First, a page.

I still do some moonlighting in Web development from time to time, and one of my older clients—a small management consulting shop—finally decided to hire a full-time Web developer. Since the site had very little back-end programming (only a CGI script for form processing), the manager was mostly concerned with user interfaces, effective coding, and the ability to get pages updated quickly. He asked me what he should look for in a Web designer. Here’s what I recommended.
The necessary skill set
A firm grasp of the basics
So how do you determine whether candidates have those skills? First, ask for samples of work they’ve already done. Then, look for less graphic-heavy pages, especially using spacer gifs to smooth page layout. Candidates should be using CSS2 to position copy and page elements, not gifs. If the highlight of their Web page is the marquee tag, you know that you are in trouble.
Competence with graphic tools
Even if your site is not graphics-heavy, you should expect your designer to have some experience with Photoshop, Fireworks, or the like. Good designers should be able to create graphics appropriate for your pages from scratch or modify existing images.
Knowledge of when and how to implement multimedia content
Multimedia is a big issue when it comes to hiring Web designers. I can think of only a few more frustrating Web experiences than the gratuitous use of Flash animation—such as the massive, useless pre-loader whose only purpose is to toss your company logo around the screen and add some tasteless music that guarantees you lose some impatient visitors.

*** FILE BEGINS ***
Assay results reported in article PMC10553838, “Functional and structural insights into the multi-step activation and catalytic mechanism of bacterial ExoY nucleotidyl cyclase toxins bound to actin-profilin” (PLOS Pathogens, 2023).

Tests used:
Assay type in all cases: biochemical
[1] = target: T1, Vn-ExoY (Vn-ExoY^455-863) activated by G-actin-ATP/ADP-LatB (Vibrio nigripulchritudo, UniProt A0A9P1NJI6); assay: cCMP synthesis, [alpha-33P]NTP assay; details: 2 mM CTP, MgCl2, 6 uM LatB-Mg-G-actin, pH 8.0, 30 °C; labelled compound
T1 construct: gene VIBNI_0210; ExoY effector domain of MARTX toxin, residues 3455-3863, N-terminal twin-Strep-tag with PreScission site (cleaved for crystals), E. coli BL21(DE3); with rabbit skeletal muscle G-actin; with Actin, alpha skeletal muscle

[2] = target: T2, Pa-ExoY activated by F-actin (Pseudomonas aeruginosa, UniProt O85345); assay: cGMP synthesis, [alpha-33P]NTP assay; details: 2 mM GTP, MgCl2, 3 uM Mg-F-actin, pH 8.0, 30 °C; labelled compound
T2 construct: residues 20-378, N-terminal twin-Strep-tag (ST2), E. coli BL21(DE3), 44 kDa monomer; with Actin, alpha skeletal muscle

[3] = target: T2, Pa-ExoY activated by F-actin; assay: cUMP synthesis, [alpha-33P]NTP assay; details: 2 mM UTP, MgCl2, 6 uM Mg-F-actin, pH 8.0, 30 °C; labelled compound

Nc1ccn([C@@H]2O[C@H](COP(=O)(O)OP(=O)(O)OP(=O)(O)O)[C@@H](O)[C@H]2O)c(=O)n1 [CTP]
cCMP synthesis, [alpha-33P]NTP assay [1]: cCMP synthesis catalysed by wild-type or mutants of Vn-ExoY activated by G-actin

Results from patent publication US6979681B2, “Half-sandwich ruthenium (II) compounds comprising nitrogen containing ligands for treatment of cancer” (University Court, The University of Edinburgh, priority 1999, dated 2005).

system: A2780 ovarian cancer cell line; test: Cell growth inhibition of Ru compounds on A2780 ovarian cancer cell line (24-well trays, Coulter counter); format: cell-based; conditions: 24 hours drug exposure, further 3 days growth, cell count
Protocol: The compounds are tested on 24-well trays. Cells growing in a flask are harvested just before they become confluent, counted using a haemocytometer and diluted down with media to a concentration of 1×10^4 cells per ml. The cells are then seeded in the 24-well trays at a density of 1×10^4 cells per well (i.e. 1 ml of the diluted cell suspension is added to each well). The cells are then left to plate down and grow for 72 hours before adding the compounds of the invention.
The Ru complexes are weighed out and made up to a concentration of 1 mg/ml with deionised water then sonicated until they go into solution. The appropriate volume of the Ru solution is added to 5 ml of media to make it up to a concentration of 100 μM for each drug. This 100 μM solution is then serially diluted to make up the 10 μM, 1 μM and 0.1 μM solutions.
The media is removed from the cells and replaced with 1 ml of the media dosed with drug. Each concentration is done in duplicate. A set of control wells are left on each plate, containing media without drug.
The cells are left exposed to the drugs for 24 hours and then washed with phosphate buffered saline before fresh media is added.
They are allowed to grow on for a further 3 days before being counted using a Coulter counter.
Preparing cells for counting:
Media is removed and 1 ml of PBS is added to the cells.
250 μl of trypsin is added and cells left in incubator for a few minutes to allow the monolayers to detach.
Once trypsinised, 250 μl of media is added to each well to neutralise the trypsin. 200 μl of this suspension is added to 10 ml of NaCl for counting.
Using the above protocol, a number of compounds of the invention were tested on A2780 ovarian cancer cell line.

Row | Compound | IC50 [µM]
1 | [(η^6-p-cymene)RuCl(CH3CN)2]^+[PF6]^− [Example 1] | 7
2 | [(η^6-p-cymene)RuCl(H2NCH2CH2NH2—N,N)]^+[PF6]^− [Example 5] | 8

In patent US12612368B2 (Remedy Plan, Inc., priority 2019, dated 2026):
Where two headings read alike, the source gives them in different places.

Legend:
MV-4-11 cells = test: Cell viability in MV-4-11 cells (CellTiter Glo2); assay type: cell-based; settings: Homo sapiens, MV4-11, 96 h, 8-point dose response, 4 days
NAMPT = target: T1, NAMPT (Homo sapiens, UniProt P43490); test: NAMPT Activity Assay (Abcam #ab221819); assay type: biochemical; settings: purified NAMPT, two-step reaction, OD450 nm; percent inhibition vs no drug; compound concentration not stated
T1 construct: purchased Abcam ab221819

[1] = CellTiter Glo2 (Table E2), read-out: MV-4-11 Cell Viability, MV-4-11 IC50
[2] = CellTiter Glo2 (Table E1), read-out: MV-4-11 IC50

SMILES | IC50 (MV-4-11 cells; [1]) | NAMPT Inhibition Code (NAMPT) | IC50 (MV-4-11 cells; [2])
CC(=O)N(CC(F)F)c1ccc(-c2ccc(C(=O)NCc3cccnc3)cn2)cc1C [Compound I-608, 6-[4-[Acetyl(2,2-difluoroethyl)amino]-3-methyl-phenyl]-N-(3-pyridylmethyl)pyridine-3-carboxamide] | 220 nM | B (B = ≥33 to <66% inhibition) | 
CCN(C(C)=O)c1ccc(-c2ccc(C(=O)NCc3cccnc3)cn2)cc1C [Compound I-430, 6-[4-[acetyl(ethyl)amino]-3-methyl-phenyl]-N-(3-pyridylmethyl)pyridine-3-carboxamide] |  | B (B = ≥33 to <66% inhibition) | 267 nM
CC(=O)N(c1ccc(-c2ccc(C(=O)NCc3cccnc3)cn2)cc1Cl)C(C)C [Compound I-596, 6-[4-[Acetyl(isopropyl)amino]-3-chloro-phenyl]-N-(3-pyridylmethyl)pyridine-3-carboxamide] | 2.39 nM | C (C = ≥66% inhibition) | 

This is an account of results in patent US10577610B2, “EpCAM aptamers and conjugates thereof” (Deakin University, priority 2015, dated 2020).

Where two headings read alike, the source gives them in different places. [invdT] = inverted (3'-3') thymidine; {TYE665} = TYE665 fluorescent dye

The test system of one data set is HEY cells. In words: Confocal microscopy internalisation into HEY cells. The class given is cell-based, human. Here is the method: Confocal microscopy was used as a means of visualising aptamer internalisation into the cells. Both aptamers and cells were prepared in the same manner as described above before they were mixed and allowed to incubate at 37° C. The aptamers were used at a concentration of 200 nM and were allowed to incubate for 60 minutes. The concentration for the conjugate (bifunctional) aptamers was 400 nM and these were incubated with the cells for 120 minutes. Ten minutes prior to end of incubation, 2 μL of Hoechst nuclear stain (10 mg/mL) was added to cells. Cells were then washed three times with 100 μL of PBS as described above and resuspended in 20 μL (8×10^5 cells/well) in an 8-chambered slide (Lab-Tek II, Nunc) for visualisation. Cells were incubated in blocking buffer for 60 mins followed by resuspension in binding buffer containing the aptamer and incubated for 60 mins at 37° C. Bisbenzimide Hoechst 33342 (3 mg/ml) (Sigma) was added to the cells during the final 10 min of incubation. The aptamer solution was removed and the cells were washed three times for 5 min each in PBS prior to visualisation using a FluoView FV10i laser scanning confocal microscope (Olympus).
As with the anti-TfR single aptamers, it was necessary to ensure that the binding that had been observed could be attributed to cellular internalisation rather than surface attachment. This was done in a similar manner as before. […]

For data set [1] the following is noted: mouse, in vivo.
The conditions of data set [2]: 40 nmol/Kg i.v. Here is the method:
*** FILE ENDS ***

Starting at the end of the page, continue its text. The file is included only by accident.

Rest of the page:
Flash and video content definitely have their places in Web development, but they should be used when other functionality cannot do the job. You may be viewing the mocked-up site in a controlled environment where you don’t have bandwidth limitations. But you have to consider how the page will load and what kind of experience 50 percent of your users will have.
An understanding of accessibility and user interface issues
Maybe it’s unrealistic to expect every designer to be well-versed in Section 508 guidelines—at least, for now. But take my word for it: Accessibility is becoming increasingly important, and making a site accessible entails more than just adding alt text to image graphics. Again, CSS and CSS2 address some of the traditional accessibility issues, such as the reliance on a million table tags to organize content on a Web page. Your designers should be able to discuss those issues and code to them.
In a similar vein, I wouldn’t expect every Web designer to be an information architect. However, a good designer understands the importance of how pieces of content relate to each other on the site. This understanding will separate Web designers who know you have to craft the user experience from those who just slap graphics on pages.
Depending on your development needs, you may want to consider asking the following questions of your potential candidate:
- Can you develop tools to help us easily update content?
- Do you validate your code? To which standard?
- Can you also develop the back-end functions?
- Can you develop secure e-commerce solutions?
- What development languages do you know?
- Do you use frames or flash intros in your designs?
- What Web-authoring tools do you use?
- How quickly will my site load and what browsers will you test it in?